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Instead of a 5USD time switch, you can configure Webconverger to shutdown at a set time.

Use case: Museum closes at 6pm Tuesday to Sunday (closed Mondays). Kiosks are powered on manually by staff at opening time in order to be ready and waiting for the public. Though for the convenience of staff, kiosks automatically turn off at 6pm sharp, closing time.

Note on booting automatically in the morning: This can be done Wake-on-LAN but it's fairly complex to setup locally and unfortunately there is nothing Webconverger can do remotely.

Update: Sleep is the future. Cron won't be used to turn off machines, once the new sleep after a period of inactivity feature is realised.

Step 1, figure out your timezone else use UTC

By default Webconverger boots into synced UTC time. Chances are you live in a different timezone, whereby you need to study ftp://ftp.iana.org/tz/data/zone.tab for the right string to describe it.

Lets pretend the museum is in Durban, South Africa. Even though Johannesburg isn't the capital, I know it keeps the same time as Durban. Africa/Johannesburg is hence the appropriate string from zone.tab for describing my local time zone.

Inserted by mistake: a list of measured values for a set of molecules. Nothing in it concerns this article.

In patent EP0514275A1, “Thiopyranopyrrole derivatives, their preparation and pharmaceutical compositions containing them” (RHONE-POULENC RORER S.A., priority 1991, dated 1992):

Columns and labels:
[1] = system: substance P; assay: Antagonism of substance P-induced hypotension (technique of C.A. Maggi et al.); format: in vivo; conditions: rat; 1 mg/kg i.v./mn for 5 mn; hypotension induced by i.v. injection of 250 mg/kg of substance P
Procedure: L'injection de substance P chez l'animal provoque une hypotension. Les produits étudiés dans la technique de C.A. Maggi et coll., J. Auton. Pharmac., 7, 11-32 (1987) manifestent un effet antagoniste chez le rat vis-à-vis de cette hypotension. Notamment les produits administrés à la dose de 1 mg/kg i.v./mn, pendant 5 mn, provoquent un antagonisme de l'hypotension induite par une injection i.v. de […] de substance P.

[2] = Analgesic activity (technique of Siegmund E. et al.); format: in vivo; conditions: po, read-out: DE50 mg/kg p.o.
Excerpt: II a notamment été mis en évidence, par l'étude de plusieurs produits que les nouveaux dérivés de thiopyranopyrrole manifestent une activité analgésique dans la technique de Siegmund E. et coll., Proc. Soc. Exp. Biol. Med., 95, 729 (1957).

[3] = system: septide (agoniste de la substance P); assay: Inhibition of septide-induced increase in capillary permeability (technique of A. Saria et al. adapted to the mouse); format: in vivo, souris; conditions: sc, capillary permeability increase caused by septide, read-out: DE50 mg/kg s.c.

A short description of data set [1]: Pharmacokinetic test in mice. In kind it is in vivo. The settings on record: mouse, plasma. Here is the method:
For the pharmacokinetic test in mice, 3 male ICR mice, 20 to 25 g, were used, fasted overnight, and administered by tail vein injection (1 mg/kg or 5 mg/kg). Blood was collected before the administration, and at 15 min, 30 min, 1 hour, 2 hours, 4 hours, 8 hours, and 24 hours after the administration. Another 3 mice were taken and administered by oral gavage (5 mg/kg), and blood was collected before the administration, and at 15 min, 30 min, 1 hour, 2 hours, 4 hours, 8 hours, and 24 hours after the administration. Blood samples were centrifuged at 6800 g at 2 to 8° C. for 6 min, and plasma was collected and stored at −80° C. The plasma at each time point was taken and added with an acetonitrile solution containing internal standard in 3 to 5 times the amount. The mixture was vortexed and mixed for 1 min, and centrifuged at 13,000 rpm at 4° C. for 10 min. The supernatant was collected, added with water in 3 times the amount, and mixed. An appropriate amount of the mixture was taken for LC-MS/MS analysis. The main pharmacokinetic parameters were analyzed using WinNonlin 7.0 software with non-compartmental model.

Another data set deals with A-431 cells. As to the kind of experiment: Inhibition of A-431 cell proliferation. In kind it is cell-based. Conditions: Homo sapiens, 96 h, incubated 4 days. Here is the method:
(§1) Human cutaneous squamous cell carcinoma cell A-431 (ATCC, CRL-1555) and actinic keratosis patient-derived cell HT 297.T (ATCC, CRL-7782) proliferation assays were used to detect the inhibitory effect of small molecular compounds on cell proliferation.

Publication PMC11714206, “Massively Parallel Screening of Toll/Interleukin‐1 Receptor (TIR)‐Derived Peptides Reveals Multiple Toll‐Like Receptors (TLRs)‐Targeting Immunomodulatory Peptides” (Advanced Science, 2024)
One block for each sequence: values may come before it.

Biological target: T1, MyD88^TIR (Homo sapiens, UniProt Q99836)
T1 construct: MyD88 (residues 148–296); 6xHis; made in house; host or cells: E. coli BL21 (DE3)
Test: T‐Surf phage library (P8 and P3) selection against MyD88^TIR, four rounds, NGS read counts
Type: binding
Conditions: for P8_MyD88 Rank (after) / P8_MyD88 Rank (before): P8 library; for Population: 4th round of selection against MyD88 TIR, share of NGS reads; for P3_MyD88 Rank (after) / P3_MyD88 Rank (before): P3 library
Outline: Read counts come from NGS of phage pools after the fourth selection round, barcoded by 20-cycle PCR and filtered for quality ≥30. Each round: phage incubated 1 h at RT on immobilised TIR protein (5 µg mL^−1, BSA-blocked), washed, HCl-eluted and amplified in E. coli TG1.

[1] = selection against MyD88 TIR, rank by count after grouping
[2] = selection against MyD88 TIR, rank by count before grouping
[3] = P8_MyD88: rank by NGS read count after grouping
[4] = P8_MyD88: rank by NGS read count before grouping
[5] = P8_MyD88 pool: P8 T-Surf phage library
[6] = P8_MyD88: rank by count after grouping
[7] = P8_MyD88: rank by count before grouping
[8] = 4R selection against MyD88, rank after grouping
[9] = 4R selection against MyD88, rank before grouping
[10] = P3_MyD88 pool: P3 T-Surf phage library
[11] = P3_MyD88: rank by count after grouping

Now I need to append that to a Webconverger boot like so:

timezone=Africa/Johannesburg

Step 2, set the schedule (cron job)

The cron utility is the time-based job scheduler which unfortunately has a awkward API syntax which we make even uglier by replacing spaces with %20.

To realise the above use case a crontab entry would look like:

00 18 * * * root poweroff

At 6PM, as the "super user" root user, the machine will power off.

To pass this as a configuration to Webconverger, it needs to be encodeURI on boot like so:

cron=00%2018%20*%20*%20*%20root%20poweroff

Hint for developers: The script live-config writes out the cronjob.

My machine is not shutting down at the specified time / my time is wrong

In your logs, which can retrieved using the support API and http://support.webconverger.com/ service, you will probably see:

ntpdate[9748]: no server suitable for synchronization found

Which as documented upon http://www.eecis.udel.edu/~ntp/ntpfaq/NTP-s-trouble.htm#AEN4972, meaning your network is most likely filtering NTP time synchronization packets.

The ideal way to fix this is to let your network/firewall administrator know.

Else as a workaround, ensure correct BIOS time.